This is why Jesus is really the most difficult figure in history to explain. The basic facts about Him are the biggest problems. Why was He crucified? Why did He have a reputation as a miracle-worker and exorcist? (Note. That is not saying He was those, though I think He was, but it is accepted He had that reputation.)
Most Biblical scholars I am sure agree that the ethic of Jesus is excellent. Why then crucify a teacher who had such a great ethic? What about the cleansing of the temple? That’s one that is generally accepted to have happened.
Now we have to ask the question. Why did He do that? Was that also alone sufficient? Could Jesus not have just been seen as a madman? You don’t crucify someone for being insane. Jesus had to have some kind of movement to get even that going, on especially since he had twelve disciples which is also accepted. Why?
The idea of this Jesus that someone like Ehrman has comes loaded with questions. Why was He proclaimed Messiah? Why was He declared to be risen from the dead? Why was He crucified? Where did these miracle stories come from and how did they overcome the “true” accounts so quickly?
I really have hopes that as things go along, New Testament scholarship of the secular sort will find itself pushed into a corner more and more. The ideas conceded today would not have been the ones done fifty years ago. The questions I am asking also I consider basic. Why? Jesus was crucified? Why? Jesus has a reputation of doing miracles? Why?
Of course, I think Jesus did the miracles, but I think historical Jesus research has a problem if we show up and say at the outset “Well we know Jesus didn’t do any miracles.” If that is from a position you have not argued for, why should I think that? If the historical Jesus did do miracles, you have a method that has ruled out the truth from the outset.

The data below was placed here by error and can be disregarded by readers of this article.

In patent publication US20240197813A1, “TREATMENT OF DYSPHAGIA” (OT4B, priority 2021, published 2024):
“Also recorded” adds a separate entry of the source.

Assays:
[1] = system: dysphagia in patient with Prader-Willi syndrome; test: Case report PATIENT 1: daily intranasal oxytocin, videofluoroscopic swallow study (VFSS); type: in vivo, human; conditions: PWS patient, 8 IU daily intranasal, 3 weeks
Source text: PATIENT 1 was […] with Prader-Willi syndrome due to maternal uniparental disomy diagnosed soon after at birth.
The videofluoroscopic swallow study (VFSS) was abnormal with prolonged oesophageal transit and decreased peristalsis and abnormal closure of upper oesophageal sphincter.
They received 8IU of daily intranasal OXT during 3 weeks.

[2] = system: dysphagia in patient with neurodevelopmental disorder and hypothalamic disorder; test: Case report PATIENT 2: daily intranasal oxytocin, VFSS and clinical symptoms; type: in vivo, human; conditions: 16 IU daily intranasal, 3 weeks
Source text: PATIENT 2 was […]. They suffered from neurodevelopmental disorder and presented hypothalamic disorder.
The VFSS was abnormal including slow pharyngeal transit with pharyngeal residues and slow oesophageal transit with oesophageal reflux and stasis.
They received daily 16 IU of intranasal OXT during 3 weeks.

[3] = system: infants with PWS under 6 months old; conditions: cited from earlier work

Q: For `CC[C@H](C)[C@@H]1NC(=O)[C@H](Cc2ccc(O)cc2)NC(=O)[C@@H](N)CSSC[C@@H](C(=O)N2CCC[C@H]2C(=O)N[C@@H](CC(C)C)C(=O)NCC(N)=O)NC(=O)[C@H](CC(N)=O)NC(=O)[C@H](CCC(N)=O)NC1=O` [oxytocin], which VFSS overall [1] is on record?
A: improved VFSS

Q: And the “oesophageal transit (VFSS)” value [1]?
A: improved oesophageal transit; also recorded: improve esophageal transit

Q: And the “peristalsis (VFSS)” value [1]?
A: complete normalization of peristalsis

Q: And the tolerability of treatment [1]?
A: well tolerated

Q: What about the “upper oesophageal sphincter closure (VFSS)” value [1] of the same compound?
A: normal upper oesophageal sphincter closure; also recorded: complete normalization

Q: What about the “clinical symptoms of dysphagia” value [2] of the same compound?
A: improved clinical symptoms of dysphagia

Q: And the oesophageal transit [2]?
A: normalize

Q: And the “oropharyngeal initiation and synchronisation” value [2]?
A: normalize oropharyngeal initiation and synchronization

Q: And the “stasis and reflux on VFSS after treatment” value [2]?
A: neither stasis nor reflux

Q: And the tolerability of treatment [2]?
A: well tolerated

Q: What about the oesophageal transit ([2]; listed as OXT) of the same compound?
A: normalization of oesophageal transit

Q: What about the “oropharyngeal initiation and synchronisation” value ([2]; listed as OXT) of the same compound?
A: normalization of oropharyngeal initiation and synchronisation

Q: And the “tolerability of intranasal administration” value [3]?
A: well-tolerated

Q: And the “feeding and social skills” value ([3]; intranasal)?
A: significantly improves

Now suppose you are a philosophically-minded historian who says “These are the problems I have with theism and why I think atheism is true.” Okay. You at least have a basis for your skepticism, Even then, you should still be able to say, “But if there is enough evidence for the miracles in the Gospels, I will be open to changing my opinion.”
Years ago Chesteron said that the believer in the miracle believes in the miracle, rightly or wrongly, because of the evidence. The skeptic disbelieves, rightly or wrongly, because he has a dogma against them. I find that still to be entirely accurate. As a theist, you could eliminate every miracle out there and God would still exist. (Christianity would be false, but atheism is not necessarily true.) It could be that God exists and just hasn’t done any miracles.
For the atheist, however, grant one miracle and something happening outside of the materialistic chain of events, and there is a problem. There is much more at stake. Take a book like Keener’s “Miracles” and every single miracle in there has to be shown to be false.
In the end then, Price’s position is completely untenable, but is Ehrman any better off. I have several questions about his Jesus as well. Now if Price wants to go with something like “Well one person shared his lunch and that’s how the miracle story of the feeding of the 5,000 came about”, I don’t find that plausible, but it’s at least an attempt to find an answer. Oddly enough, at least mythicism recognizes the problem there.
As someone who thinks about these issues, I do ask these questions. Every position of Jesus has questions to answer, but I really find the orthodox view of Jesus has the best explanatory power of the data. All others are wiling to try, but for now, I will stick with the Jesus I find the most likely to be the world changer that there is today.
(And I affirm the virgin birth)